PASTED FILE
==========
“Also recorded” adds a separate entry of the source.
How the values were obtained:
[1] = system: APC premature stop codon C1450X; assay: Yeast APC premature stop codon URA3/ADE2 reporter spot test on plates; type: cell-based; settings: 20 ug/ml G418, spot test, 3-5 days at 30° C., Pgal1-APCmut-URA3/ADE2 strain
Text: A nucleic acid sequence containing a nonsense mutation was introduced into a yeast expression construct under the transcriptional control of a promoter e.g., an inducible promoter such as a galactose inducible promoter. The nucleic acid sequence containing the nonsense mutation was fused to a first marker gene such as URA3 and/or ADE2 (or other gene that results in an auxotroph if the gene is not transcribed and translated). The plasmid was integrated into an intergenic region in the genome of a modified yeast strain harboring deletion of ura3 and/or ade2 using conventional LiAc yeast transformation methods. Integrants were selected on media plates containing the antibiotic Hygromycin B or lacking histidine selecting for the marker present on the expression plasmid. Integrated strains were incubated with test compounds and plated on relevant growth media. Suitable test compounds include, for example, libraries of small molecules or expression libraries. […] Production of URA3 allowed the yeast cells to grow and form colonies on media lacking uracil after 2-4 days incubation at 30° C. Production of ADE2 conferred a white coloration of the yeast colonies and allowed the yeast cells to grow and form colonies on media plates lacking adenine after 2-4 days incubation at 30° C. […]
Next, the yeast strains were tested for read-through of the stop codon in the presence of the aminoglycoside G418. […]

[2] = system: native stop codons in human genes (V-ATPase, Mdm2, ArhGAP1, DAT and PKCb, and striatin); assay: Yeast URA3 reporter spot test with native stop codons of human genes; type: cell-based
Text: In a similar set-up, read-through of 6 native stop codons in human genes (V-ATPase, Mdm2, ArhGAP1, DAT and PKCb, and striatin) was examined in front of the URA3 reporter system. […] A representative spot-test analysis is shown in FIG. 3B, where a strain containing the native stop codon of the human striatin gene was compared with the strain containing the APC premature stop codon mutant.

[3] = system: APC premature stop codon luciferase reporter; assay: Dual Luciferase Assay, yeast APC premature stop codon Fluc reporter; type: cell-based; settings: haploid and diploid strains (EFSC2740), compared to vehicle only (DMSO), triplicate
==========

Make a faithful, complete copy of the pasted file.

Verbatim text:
“Also recorded” adds a separate entry of the source.
How the values were obtained:
[1] = system: APC premature stop codon C1450X; assay: Yeast APC premature stop codon URA3/ADE2 reporter spot test on plates; type: cell-based; settings: 20 ug/ml G418, spot test, 3-5 days at 30° C., Pgal1-APCmut-URA3/ADE2 strain
Text: A nucleic acid sequence containing a nonsense mutation was introduced into a yeast expression construct under the transcriptional control of a promoter e.g., an inducible promoter such as a galactose inducible promoter. The nucleic acid sequence containing the nonsense mutation was fused to a first marker gene such as URA3 and/or ADE2 (or other gene that results in an auxotroph if the gene is not transcribed and translated). The plasmid was integrated into an intergenic region in the genome of a modified yeast strain harboring deletion of ura3 and/or ade2 using conventional LiAc yeast transformation methods. Integrants were selected on media plates containing the antibiotic Hygromycin B or lacking histidine selecting for the marker present on the expression plasmid. Integrated strains were incubated with test compounds and plated on relevant growth media. Suitable test compounds include, for example, libraries of small molecules or expression libraries. […] Production of URA3 allowed the yeast cells to grow and form colonies on media lacking uracil after 2-4 days incubation at 30° C. Production of ADE2 conferred a white coloration of the yeast colonies and allowed the yeast cells to grow and form colonies on media plates lacking adenine after 2-4 days incubation at 30° C. […]
Next, the yeast strains were tested for read-through of the stop codon in the presence of the aminoglycoside G418. […]

[2] = system: native stop codons in human genes (V-ATPase, Mdm2, ArhGAP1, DAT and PKCb, and striatin); assay: Yeast URA3 reporter spot test with native stop codons of human genes; type: cell-based
Text: In a similar set-up, read-through of 6 native stop codons in human genes (V-ATPase, Mdm2, ArhGAP1, DAT and PKCb, and striatin) was examined in front of the URA3 reporter system. […] A representative spot-test analysis is shown in FIG. 3B, where a strain containing the native stop codon of the human striatin gene was compared with the strain containing the APC premature stop codon mutant.

[3] = system: APC premature stop codon luciferase reporter; assay: Dual Luciferase Assay, yeast APC premature stop codon Fluc reporter; type: cell-based; settings: haploid and diploid strains (EFSC2740), compared to vehicle only (DMSO), triplicate